Even die hard Illinois fans might be surprised that this year was the program’s worst, by overall and conference record, in 19 years. When the team hired Brad Underwood a year ago, hope finally overtook the mediocrity of the Bruce Weber and John Groce years, though festering rumors of a roster overhaul have certainly dimmed that hope, at least in the near-term.
Entering year two, Underwood seems to be lighting a (more or less) controlled burn under the Illini roster. The optics of Mark Smith’s transfer are bad, but the key question remains: can Underwood and the Illini emerge from this managed turmoil a better team? Much of that hinges on the mind of Leron Black. The recently-engaged power forward would be a fifth year senior if he decides to return. Black could also choose to forgo his final year of eligibility and enter the draft, where he would likely end up fighting for a roster spot in the NBA Summer League – though he could parlay that experience into a foreign contract, getting an early start on a professional career and family life. Additional underclassman could be on their way out of Champaign as well, judging from the staff’s aggressive approach to recruiting.
Let’s contextualize the Illini’s future with a look back at the stages of this season.
Entering the season, many expected Illinois’ offense to be led by the two Marks: Alstork and Smith. Alstork was a prolific scorer at Wright State, averaging 19 points per game while shooting 3s at high volume (he made over two per game) and accuracy (making 39%). Smith was Illinois’ most-hyped recruit in years – a versatile offensive player with a Big Ten build.
That prediction proved shockingly off-base, as Alstork contributed mainly on the defensive end while Smith never seemed comfortable and saw his role and production diminish as the year went on.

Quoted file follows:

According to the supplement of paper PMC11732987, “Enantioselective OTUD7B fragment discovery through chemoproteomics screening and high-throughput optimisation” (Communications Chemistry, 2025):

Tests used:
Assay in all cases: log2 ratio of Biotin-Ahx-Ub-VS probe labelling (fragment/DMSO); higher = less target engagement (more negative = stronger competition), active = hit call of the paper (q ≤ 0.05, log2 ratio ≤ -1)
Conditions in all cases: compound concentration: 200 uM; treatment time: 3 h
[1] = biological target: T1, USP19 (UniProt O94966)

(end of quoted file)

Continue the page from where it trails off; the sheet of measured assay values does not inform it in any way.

The Non-Conference season had some positives for the Illini, as they picked up a fifth straight win in the Braggin’ Rights game over Missouri’s best team in years and also beat an up-and-coming program in Grand Canyon University.
They also struggled mightily on defense, often unable to adequately contain opposing big men. Losses to Wake Forest and UNLV foreshadowed the Illini’s struggles away from the State Farm Center as well as their inability to build on second half runs.
In October, I told you that 8-10 in conference would be best case scenario for Illinois. In retrospect, that was about right. With three overtime games (all losses) and one loss at the buzzer, the Illini could have easily gone 6-12 or 7-11, with the a ceiling of about 8-10.
The December conference cameo was hugely unkind to the Illini, as they lost to Northwestern and Maryland, both in overtime. The Maryland game in particular, at home with multiple changes to win, was a crushing defeat. One wonders how a couple of victories in early December would have changed Illinois’ trajectory.
Alas, Illinois continued their skid once the calendar turned to January, losing their first eight conference games before finishing 4-14. Illinois was competitive for most of this stretch, and freshman point guard Trent Frazier emerged as one of the best players in the conference. Frazier was the rare freshman who performed better against higher competition – and a needed bright spot in a rather dismal year.
That a few bounces could have given the Illini a 16-16 or even a 17-15 finish is cold comfort, considering how physically overmatched the Illini looked against even the league’s weaker teams. Two recent commitments, New York wing Alan Griffin and Senegalese center Samba Kane, give the Illini needed shooting and height, respectively, though neither is a blue chip recruit. Few of them remain, of course, and those that do, like Courtney Ramey, are highly coveted by more than a handful of schools.
Mostly, the Illini will count on what they’ve got right now growing into something special. Coach Brad Underwood has been quick to stress the need for the entire roster to add strength in the offseason, though he has singled out the team’s rising sophomores, including Frazier, Matic Vesel and Greg Eboigbodin. In three years, those guys could be the core of an Illinois team beginning a magical March run. Can success come quicker, or will the Illini have to endure more failure before their long-anticipated return to glory? Right now, that very much remains an open question.